She isn't; that's why children need their parents' consent before engaging in risk-taking behavior. Parents act as both a child's guardian and the means by which we can determine when a child's consent has been attained. A stranger can't determine if a child has given consent, but the parents can - that's the entire basis of parental structure. Anyway, there are people with more experience with cars than me who won't drive to the local gas-station; we don't base risk assessment off of what risks other people are willing to take - rather we base it off what the risks are.


We also try and gather information about those risks, which includes appeals to authority. Your gas station anology is also absurd and is no way contrary to what I said. They may not go to the gas station due to agorophobia, but not because it carries in inordinate ammount of inherent risk. Also, yes, the parents can consent for the child when consent is legal. It's not legal to consent to let your daughter jump off a building, even though you consent. I was merely demonstrating the absurdity of the consent arguement.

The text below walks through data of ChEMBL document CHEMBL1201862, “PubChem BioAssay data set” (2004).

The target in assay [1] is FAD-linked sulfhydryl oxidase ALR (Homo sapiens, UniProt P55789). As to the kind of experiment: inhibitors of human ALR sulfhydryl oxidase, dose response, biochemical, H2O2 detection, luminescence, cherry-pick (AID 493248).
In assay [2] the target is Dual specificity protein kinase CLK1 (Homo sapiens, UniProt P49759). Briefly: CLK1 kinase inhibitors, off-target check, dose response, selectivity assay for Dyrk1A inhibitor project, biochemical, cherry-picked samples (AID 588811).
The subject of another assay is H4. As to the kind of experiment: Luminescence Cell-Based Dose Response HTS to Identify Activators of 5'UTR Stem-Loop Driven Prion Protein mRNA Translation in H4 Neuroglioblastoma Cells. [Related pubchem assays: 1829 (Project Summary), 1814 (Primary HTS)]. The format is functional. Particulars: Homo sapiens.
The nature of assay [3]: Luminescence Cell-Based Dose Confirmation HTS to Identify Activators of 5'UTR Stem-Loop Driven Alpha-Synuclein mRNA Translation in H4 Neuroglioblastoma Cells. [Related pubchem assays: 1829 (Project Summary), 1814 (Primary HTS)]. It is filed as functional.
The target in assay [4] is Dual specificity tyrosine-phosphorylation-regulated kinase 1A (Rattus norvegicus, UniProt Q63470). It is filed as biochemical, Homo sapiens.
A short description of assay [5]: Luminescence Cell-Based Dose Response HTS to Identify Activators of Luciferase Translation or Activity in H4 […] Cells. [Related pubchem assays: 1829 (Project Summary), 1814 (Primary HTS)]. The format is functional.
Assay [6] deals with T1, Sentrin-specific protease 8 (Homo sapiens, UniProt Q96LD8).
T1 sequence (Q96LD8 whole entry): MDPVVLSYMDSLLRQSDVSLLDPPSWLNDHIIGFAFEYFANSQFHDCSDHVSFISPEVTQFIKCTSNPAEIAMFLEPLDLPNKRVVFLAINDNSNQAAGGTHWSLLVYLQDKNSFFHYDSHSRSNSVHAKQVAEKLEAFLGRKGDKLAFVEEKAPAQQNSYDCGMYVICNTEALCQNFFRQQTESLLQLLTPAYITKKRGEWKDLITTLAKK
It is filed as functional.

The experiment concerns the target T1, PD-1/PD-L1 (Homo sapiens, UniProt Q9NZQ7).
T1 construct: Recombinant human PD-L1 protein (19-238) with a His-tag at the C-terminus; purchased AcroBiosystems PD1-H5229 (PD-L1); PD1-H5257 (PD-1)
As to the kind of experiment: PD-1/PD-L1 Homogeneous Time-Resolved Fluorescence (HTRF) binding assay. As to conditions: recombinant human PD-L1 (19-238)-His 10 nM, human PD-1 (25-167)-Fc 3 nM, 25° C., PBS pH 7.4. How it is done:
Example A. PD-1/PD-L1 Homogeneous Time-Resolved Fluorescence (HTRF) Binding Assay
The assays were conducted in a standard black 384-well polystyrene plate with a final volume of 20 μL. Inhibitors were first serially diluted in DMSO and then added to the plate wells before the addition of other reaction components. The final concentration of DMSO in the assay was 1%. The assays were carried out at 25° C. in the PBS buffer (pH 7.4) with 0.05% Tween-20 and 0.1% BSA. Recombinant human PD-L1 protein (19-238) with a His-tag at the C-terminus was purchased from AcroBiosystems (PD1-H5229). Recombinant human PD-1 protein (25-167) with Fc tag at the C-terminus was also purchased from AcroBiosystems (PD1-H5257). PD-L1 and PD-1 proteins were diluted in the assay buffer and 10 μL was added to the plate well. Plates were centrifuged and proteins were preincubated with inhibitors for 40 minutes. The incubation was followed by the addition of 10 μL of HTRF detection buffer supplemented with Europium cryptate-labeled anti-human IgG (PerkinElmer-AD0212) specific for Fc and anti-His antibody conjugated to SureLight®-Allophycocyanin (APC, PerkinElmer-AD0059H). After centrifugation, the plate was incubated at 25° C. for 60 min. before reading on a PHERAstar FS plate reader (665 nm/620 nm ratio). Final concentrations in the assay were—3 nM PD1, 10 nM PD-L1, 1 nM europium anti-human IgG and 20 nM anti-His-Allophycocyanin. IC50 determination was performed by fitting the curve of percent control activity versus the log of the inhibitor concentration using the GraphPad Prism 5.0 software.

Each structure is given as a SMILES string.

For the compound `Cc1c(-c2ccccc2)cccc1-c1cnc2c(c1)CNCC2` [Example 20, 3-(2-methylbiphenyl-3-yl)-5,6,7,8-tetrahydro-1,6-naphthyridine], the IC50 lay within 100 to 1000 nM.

Also, if you think this action demonstrates gross negligence on the parents' part, then yes - you need to take the child away. Don't be half-assed about this; if the parents are putting the child in terrible danger and allowing her to make life-altering decisions that will destroy her future irrevocably, then why the hell aren't you demanding that the child be stripped from their possession and put into social services? Do you think the parents are merely experiencing 'momentary insanity' that will somehow magically pass tomorrow? They're clearly intent on letting their daughter do this; they're going to change her citizenship just so she can. If you think this is unreasonably dangerous and negligent, your only option is to take the child away?


Because while I agree that this act represents negligence and carries with it great possible risk, that risk is better than knowingly damaging a child by seperating them from their birth parents at 13 years of age. The ammount of certain trauma that could cause should only be reserved for very specific, intentionally life threatening situations such as consenting to let your child jump off a building. You're attitude that if you take a stance, you have to go all the way is absurd and applies almost nowhere in reality.